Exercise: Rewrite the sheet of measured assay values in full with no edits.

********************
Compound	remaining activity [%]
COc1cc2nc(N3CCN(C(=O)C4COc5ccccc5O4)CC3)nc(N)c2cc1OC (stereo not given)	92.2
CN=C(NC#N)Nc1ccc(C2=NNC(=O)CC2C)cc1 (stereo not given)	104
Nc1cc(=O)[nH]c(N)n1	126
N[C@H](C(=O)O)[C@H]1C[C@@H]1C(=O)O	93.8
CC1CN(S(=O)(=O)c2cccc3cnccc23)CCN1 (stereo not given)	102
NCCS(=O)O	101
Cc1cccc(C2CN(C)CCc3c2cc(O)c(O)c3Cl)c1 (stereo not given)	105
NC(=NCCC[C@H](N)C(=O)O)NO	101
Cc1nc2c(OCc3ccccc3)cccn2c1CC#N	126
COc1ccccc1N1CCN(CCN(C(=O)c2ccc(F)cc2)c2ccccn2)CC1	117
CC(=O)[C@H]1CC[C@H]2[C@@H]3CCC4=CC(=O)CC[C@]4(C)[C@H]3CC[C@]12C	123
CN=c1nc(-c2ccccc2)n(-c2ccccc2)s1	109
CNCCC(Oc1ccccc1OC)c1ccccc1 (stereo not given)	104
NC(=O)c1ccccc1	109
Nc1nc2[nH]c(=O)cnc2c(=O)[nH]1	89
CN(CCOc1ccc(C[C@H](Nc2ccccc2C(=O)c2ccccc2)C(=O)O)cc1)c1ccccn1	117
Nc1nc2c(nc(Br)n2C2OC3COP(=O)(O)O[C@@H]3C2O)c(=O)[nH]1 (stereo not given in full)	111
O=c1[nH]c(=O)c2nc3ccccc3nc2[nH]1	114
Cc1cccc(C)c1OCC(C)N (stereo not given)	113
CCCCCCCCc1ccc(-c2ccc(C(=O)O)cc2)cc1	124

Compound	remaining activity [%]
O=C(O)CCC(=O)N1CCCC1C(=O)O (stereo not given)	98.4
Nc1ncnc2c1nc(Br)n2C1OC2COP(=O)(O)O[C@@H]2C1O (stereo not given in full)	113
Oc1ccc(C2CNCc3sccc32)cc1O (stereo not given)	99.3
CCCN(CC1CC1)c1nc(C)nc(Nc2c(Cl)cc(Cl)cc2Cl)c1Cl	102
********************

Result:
Compound	remaining activity [%]
COc1cc2nc(N3CCN(C(=O)C4COc5ccccc5O4)CC3)nc(N)c2cc1OC (stereo not given)	92.2
CN=C(NC#N)Nc1ccc(C2=NNC(=O)CC2C)cc1 (stereo not given)	104
Nc1cc(=O)[nH]c(N)n1	126
N[C@H](C(=O)O)[C@H]1C[C@@H]1C(=O)O	93.8
CC1CN(S(=O)(=O)c2cccc3cnccc23)CCN1 (stereo not given)	102
NCCS(=O)O	101
Cc1cccc(C2CN(C)CCc3c2cc(O)c(O)c3Cl)c1 (stereo not given)	105
NC(=NCCC[C@H](N)C(=O)O)NO	101
Cc1nc2c(OCc3ccccc3)cccn2c1CC#N	126
COc1ccccc1N1CCN(CCN(C(=O)c2ccc(F)cc2)c2ccccn2)CC1	117
CC(=O)[C@H]1CC[C@H]2[C@@H]3CCC4=CC(=O)CC[C@]4(C)[C@H]3CC[C@]12C	123
CN=c1nc(-c2ccccc2)n(-c2ccccc2)s1	109
CNCCC(Oc1ccccc1OC)c1ccccc1 (stereo not given)	104
NC(=O)c1ccccc1	109
Nc1nc2[nH]c(=O)cnc2c(=O)[nH]1	89
CN(CCOc1ccc(C[C@H](Nc2ccccc2C(=O)c2ccccc2)C(=O)O)cc1)c1ccccn1	117
Nc1nc2c(nc(Br)n2C2OC3COP(=O)(O)O[C@@H]3C2O)c(=O)[nH]1 (stereo not given in full)	111
O=c1[nH]c(=O)c2nc3ccccc3nc2[nH]1	114
Cc1cccc(C)c1OCC(C)N (stereo not given)	113
CCCCCCCCc1ccc(-c2ccc(C(=O)O)cc2)cc1	124

Compound	remaining activity [%]
O=C(O)CCC(=O)N1CCCC1C(=O)O (stereo not given)	98.4
Nc1ncnc2c1nc(Br)n2C1OC2COP(=O)(O)O[C@@H]2C1O (stereo not given in full)	113
Oc1ccc(C2CNCc3sccc32)cc1O (stereo not given)	99.3
CCCN(CC1CC1)c1nc(C)nc(Nc2c(Cl)cc(Cl)cc2Cl)c1Cl	102